Bexley High School students took the Panorama Survey in late October during their study hall periods to measure student perceptions of the school environment.
Assistant Principal Craig McMillen said that the questionnaire also focuses on students’ levels of grit, perseverance and ability to learn in the classroom. McMillen said he feels very passionate about the survey, and he believes that it will be useful for improving the school.
“If we are going to be collecting information from students, then we should do something with it,” McMillen said. “The data collected from this survey will help inform programming and help us understand where students are.”
McMillen said the data collected over the past two years from the Panorama Survey was useful in the “weird education times” that came as a result of the pandemic.
Principal Kristin Robbins said the school was motivated by two driving questions when administering this survey: what do students want the administration to know, and what do they want them to do?
McMillen said there were other motivating factors for administering the survey.
“Part of this process too is for students to be able to identify areas of strength for themselves,” he said.
McMillen and Robbins both said that this survey will be used by the faculty, as well as the district’s Response to Intervention specialists.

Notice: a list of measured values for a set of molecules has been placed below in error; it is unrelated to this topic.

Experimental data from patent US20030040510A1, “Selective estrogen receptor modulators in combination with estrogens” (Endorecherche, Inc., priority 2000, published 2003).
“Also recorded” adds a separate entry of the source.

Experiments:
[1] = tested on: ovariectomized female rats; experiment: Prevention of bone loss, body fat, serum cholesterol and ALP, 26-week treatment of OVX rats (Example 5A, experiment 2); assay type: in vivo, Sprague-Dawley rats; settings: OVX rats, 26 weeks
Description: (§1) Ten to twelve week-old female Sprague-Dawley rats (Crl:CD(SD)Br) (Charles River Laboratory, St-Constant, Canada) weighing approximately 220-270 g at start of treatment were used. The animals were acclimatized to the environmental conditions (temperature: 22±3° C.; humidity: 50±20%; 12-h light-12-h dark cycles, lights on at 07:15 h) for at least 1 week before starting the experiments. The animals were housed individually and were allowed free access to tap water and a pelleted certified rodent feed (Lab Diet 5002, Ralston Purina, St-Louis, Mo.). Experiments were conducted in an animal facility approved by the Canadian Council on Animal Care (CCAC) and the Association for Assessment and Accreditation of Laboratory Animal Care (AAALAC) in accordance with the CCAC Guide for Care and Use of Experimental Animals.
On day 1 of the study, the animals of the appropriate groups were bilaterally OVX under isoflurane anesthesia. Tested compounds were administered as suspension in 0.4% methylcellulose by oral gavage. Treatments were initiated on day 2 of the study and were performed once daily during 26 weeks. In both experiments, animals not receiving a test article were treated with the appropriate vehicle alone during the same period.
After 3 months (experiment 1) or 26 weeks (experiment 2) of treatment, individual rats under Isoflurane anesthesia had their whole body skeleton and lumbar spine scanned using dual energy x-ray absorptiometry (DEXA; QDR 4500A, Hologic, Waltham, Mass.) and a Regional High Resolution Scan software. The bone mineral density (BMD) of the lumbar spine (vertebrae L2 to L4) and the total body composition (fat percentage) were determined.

McMillen said that while students could identify strengths, they could also identify areas of weakness on this survey.
“Whose names have been brought to RTI? Whose names have been popping up in the counselor’s office? The survey is a way to identify how to help the students who have been identified as needing more support or different support,” McMillen said.
Robbins said that the Panorama Survey taken last year showed the freshman class felt disconnected from the rest of the high school, so the survey data was used to help guide the school in creating freshman orientation to help the incoming class feel more comfortable.
Freshman Maddie Merzel said that she found the freshman orientation helpful.
“It was nice to get answers from students because they’re more relatable than teachers sometimes,” Merzel said.
Merzel suggested that Student Council can use the data from the survey to form programs to make the school feel more inclusive for everyone.
Robbins said the administration took the data to the staff and taught them how to read and understand the survey results.
In December of 2020, she said the school held a pancake breakfast where each teacher selected one student to have breakfast with and talk to. She added that she saw a change in engagement level with those students.
She said she feels it’s important for students to have a trusted adult in the building to talk to.
“When challenging things happen—pandemic, racial inequality, gender issues—we want that baseline developed, so it’s not, ‘we don’t know where to go from here,’” Robbins said.
Robbins said the main goal of the Panorama Survey is to create a more positive learning environment.
“The information we already have about kids’ scholastic success paired with the honest information kids gave us in the surveys will only provide for a better, more positive learning environment,” Robbins said.